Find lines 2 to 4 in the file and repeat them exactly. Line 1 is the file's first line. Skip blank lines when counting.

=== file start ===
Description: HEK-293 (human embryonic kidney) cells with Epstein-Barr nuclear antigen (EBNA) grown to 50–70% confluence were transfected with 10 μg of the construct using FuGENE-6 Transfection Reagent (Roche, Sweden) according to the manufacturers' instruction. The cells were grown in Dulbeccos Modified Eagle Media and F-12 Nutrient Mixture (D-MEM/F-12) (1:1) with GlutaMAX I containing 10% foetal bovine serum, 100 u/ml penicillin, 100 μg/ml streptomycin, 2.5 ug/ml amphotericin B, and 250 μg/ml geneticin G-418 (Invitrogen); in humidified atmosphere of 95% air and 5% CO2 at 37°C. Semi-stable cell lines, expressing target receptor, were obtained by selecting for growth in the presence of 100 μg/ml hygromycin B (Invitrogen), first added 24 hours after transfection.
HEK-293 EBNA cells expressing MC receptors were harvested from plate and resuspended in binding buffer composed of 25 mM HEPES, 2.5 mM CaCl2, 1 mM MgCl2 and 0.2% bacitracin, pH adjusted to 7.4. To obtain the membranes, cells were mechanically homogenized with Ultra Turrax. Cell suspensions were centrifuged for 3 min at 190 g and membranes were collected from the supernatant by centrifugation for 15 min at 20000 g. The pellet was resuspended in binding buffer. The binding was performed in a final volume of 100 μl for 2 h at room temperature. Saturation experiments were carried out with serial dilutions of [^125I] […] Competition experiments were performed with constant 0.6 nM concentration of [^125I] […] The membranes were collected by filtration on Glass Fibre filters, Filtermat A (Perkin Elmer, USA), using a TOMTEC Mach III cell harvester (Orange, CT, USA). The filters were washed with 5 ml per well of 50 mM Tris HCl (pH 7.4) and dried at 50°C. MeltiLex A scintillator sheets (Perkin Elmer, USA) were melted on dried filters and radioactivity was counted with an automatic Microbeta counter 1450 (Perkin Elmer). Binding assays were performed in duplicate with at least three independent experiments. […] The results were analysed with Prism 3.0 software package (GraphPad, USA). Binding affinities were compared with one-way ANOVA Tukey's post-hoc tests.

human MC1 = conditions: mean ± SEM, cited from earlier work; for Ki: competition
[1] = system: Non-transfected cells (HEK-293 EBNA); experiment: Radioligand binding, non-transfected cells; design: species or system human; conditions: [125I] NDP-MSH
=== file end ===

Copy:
HEK-293 EBNA cells expressing MC receptors were harvested from plate and resuspended in binding buffer composed of 25 mM HEPES, 2.5 mM CaCl2, 1 mM MgCl2 and 0.2% bacitracin, pH adjusted to 7.4. To obtain the membranes, cells were mechanically homogenized with Ultra Turrax. Cell suspensions were centrifuged for 3 min at 190 g and membranes were collected from the supernatant by centrifugation for 15 min at 20000 g. The pellet was resuspended in binding buffer. The binding was performed in a final volume of 100 μl for 2 h at room temperature. Saturation experiments were carried out with serial dilutions of [^125I] […] Competition experiments were performed with constant 0.6 nM concentration of [^125I] […] The membranes were collected by filtration on Glass Fibre filters, Filtermat A (Perkin Elmer, USA), using a TOMTEC Mach III cell harvester (Orange, CT, USA). The filters were washed with 5 ml per well of 50 mM Tris HCl (pH 7.4) and dried at 50°C. MeltiLex A scintillator sheets (Perkin Elmer, USA) were melted on dried filters and radioactivity was counted with an automatic Microbeta counter 1450 (Perkin Elmer). Binding assays were performed in duplicate with at least three independent experiments. […] The results were analysed with Prism 3.0 software package (GraphPad, USA). Binding affinities were compared with one-way ANOVA Tukey's post-hoc tests.

human MC1 = conditions: mean ± SEM, cited from earlier work; for Ki: competition
[1] = system: Non-transfected cells (HEK-293 EBNA); experiment: Radioligand binding, non-transfected cells; design: species or system human; conditions: [125I] NDP-MSH